With worries, a judge somewhere down the line could conflate the two problems as well and see an implicit connection where none was proposed. Consequently, Mr. Frosh is proposing to eliminate the health department reporting mechanism completely to remove any potential source of misunderstanding. Getting that report would surely have been supportive, nonetheless, there are plenty other sources for the statistics. It's a practical resolution that saves the proposed outcome of the legislation intact and should cause no uncertainties for anyone who embraced the original bill, and the Finance Committee has previously moved to accept it. The standard for what establishes an "unconscionable increase" remains specifically the same as in the bill the House passed overwhelmingly on a bilateral basis. On the contrary, this version removes some administrative problems for the state government that was debatably pointless anyway. The pharmaceutical business is in disagreement that the bill, as now modified, lacks a clear, statistical standard for what amounts as price gouging and removes a method from the original bill that provided companies to work with the attorney general before problems landed in court. In the original description, the Attorney General could have could have required manufacturers of drugs that generated the 50 percent reporting requirement to produce documents justifying the increase. It was logically to have some conclusive standard in connection with giving the attorney general the authority to require a company in so doing, but putting the question in the hands of a judge may essentially be better for the business and would inhibit the Attorney General from abusing his or her authority.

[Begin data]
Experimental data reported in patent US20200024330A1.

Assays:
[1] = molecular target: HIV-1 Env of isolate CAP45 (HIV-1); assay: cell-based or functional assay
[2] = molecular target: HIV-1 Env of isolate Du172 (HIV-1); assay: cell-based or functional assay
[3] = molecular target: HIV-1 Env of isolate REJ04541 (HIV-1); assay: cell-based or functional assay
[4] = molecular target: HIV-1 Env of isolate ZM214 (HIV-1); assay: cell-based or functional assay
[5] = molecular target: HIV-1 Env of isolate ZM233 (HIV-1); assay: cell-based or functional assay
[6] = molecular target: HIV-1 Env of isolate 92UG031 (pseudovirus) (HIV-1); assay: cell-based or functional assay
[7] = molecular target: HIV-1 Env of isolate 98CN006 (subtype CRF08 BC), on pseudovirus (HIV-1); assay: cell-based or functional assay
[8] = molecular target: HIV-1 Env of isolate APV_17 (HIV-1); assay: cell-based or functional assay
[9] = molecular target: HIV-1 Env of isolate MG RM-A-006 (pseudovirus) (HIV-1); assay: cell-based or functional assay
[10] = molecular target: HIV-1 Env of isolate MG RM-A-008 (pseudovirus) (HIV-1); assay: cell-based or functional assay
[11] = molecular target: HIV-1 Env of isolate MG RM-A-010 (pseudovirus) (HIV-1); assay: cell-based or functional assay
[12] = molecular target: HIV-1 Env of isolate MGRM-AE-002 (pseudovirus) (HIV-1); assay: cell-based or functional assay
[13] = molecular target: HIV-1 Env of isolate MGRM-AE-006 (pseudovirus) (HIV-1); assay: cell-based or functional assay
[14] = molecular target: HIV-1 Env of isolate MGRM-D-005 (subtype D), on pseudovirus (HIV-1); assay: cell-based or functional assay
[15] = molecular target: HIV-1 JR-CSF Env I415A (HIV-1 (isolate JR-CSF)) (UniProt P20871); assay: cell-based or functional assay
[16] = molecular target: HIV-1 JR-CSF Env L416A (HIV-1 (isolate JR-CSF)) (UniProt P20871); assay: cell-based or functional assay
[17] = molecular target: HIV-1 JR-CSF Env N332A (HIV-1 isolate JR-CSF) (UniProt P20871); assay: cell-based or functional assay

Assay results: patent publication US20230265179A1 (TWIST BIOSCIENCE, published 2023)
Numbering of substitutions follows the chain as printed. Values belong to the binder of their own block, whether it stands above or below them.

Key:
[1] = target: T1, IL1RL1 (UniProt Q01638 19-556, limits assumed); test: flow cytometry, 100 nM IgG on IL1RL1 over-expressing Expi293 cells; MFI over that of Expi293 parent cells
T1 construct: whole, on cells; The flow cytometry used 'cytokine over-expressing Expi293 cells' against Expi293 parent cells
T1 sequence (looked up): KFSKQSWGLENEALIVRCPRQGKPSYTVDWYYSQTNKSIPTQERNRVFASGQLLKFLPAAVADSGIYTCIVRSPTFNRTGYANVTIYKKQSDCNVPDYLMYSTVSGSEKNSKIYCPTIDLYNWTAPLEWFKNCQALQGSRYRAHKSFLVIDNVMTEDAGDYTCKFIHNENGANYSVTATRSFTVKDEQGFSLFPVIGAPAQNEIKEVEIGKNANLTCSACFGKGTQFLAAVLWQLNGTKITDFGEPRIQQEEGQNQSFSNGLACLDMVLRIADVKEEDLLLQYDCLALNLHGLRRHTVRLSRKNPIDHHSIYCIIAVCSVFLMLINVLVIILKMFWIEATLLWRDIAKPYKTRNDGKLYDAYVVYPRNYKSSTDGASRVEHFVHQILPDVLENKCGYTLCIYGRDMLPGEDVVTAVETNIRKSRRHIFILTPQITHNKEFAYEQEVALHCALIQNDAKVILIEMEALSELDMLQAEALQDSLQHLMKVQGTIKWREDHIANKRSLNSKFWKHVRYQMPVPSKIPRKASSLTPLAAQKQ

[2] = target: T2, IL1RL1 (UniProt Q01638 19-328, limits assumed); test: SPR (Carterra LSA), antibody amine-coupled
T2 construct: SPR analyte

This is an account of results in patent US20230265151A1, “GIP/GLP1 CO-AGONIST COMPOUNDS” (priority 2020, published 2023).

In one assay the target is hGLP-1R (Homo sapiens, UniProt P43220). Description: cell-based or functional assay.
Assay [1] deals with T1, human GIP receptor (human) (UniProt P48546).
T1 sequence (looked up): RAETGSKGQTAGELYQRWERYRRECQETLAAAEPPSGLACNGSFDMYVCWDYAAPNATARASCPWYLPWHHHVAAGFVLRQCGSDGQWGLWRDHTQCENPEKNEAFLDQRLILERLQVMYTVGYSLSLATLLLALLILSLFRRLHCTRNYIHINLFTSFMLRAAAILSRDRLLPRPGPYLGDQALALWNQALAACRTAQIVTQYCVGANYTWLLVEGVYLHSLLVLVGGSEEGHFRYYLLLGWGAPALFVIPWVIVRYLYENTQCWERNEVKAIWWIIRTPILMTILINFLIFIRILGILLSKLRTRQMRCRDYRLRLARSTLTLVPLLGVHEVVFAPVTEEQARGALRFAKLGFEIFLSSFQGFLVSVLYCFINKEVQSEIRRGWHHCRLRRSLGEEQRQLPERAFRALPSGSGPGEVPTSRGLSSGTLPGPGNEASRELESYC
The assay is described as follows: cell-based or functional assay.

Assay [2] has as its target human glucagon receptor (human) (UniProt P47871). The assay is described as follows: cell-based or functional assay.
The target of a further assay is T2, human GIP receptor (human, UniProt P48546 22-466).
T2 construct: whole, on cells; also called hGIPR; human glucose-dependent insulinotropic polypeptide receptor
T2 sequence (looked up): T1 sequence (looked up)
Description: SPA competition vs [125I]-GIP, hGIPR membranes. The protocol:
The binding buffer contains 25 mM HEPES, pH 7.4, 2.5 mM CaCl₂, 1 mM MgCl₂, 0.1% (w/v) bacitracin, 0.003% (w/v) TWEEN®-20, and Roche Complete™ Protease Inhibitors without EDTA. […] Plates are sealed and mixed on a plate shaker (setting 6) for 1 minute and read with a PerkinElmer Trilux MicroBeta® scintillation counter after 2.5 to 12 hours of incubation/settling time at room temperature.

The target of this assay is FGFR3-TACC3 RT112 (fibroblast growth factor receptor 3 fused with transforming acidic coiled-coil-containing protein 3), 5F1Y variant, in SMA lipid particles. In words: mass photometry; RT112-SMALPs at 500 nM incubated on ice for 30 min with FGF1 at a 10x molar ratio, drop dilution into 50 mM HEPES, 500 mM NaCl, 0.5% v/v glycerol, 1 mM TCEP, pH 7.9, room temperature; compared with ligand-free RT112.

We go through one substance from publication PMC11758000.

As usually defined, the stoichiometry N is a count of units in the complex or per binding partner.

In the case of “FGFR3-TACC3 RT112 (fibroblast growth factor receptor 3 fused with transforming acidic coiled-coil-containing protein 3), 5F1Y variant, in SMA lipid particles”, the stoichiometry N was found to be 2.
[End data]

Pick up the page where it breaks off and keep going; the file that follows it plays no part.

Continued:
The bill was the urge of the Senate to adopt Mr. Frosh's proposed amendments and the House to agreed and sent the bill to Gov. Larry Hogan's bureau.
Check Work - Ms. Sue today at 12:05pm
What are we supposed to check?
Check Work - Writing issues:
You should use Grammarly.posted by Wishwash
Grammarly or a paid proofreader is what you need?posted by Writeacher
Word choices: Amongst? This is not Britian. "unconscionable" is a bit over used, in my opinion.
Flow and Purpose: The last paragraph states the legislation is passed, but the first paragraph indicates there is a legslative /special interest fight ahead. What is the purpose of the article? It is usually helpful to state that in the opening paragraph, and to then wrap it up in the final. The final wrap <The bill was the urge of the Senate to adopt Mr. Frosh's proposed amendments and the House to agreed and sent the bill to Gov. Larry Hogan's bureau. >> is confusing. What does this mean? Is it important?
It seems to me the important issue was some agreement and precision on what "price gouging" is, and that resolution is the important point of this article which is left out, but as I stated before, I am a bit wondering what is the point here.
You tend to long sentences. Many are four or more lines long. Effective communications tend to short sentences, as they are remembered. In my opinion, you could break up some of your sentences for readability, and it might focus you on making your purpose and points stronger.
Your comments on "hire some ..". We are all volunteers here, mostly retired academics or professional folks who have a desire to help those learning. We are not paid, and do not sit on computers to wait to be used, even in ALL CAPS.
Good luck, you have the makings of a good writer.
posted by bobpursley
The overall impression is positive about your writing. You expressed your main idea in simple words and in the coherent paragraphs. However, if I were you, I would rather go to the professional writing service and ask them to proofread my paper.it is something you can rely on. Go straight to Prime Writings site. Their services are cheap and professionalposted by Olivia